Hanukkah epitomizes that famous Jewish holiday mantra: they tried to kill us, we won let's eat. What's interesting is that while other festivals come with a Rabbi-approved story to remind us of our ancestors' triumphs over adversity (think Purim's tales of Esther's trials, and Passover's blood-soaked, plague-infested Haggadah), Hanukkah does not. It's tempting to take Hanukkah's notable lack of mandatory reading as an inviting cue to skip straight to the food. But... I think the Maccabees' hard-won victory - and the real lesson therein - deserve our attention.

(I hear your groan of despair; I know how good the food is. We'll get there, I promise.)

To make a very long story short: the kingdom of Judea was conquered by Greeks, under the rule of Antiochus IV Epiphanes. Jerusalem’s second Temple was looted and ransacked; an altar to the Greek god Zeus was erected, on which pigs were sacrificed. Services were stopped, brit milah (ritual circumcision) was outlawed, and Jews were forbidden from learning and teaching their holy Torah, keeping Shabbat, and from practicing Judaism. Matityahu and his sons – including the infamous Judah – rose up to take back their land, religion and Temple. Careful military campaigns by the Maccabees small army beat the huge Greek forces, and the Temple was rededicated – with the bonus burning oil miracle thrown in case anyone doubted God’s hand in the victory.

The thing is, there is a book written about the Maccabee battles. Somewhat unimaginatively known as the Book of Maccabees, it was penned by contemporary Jewish scholars - but didn't quite make the cut into our canonized, complete Bible. Historians have posited myriad explanations as to why, and here, I'd like to offer another.

In campaigning so forcefully against the Greeks and their lifestyle, the Maccabees appear to have missed out on something crucial. The invading Greeks had their own religion, sciences and philosophies – including hedonism. Hedonism is the active pursuit of pleasure, and the belief that the goal of human life is to live as pleasurably as possible. Exquisite art, decadent food, eye-catching architecture, luxurious jewelry and clothing and decor: the Hellenist world was one of unrivaled opulence. We need only look at the sculptures, jewels and mosaics leftover from their empire to see the excessive wealth in which they reveled.

The Greeks' tyranny - so well disguised by their beauty - forbade the Jews that which they valued most: spirituality. The Maccabees rose up and rebelled against everything the Greeks represented, furiously eschewing their hedonistic ways. They strove to eradicate all things Greek, and in doing so, possibly forgot something fundamental to Judaism.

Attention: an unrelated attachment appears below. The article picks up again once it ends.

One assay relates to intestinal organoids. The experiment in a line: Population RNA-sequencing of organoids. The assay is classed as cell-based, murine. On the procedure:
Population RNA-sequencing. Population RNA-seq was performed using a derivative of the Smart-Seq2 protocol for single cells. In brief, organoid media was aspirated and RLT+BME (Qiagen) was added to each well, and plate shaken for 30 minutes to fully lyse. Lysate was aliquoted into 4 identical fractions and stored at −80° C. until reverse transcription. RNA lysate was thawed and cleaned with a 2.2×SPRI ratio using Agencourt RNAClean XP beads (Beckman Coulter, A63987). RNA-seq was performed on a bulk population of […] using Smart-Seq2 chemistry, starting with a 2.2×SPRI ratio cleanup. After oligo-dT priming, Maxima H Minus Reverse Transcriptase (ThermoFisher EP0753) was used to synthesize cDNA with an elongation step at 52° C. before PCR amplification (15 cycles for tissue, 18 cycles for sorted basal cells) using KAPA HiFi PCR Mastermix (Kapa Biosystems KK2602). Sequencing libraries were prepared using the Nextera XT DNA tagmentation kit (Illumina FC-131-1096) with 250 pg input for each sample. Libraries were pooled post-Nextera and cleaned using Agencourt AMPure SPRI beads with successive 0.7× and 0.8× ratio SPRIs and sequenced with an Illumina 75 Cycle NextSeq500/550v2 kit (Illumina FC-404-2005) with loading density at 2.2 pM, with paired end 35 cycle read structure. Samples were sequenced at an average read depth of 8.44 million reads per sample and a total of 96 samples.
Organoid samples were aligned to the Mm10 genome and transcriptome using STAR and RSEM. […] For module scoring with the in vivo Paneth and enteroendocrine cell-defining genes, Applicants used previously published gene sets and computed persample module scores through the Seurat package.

Jews are not monks. We do not believe in physical deprivation - in fact, quite the opposite. We embrace physicality and beauty – but unlike hedonist Hellenists, it's not our end-goal. Rather, Judaism takes beauty and aims to enhance it by adding spirituality. That's why we welcome Shabbat with wine - a symbol of wealth and joy - and sanctify it with the Kiddush prayer. It's why the etrog we use on Sukkot is called pri etz hadar (literally the fruit of a beautiful tree), and people spend huge amounts of time and money selecting the most perfect fruit they can find. It's why the menorah from which the Maccabees witnessed the eight-day miracle was made of solid gold and decadently decorated with flowers, and Judah and his family - as priests and High Priests - were privileged with clothes adorned with golden pomegranates and silver bells and breastplates encrusted with precious jewels. It's why Queen Esther is described as a woman of beautiful appearance, and why there is even a blessing said on seeing an exceptionally beautiful person.

In totally rejecting all things Greek, the Maccabees were in fact pushing away one of Judaism's most fundamental beliefs: that our world is beautiful, and that we should enjoy and sanctify that beauty. An absolute rejection of everything the Greeks represented is also a rejection of the appreciation and holiness found when our world's physical beauty is combined with spirituality. Hanukkah celebrates the story of a physical war fought for spirituality, so we announce our spiritual victory with physical symbols. That’s why we buy the most beautiful Hanukkah menorahs we can find, fill them with glowing candles, and celebrate our continued existence with our families and friends around us.

After all, we need only pick up a crispy, hot latke or bite into a fluffy, soft donut to acknowledge that the world is a truly beautiful place.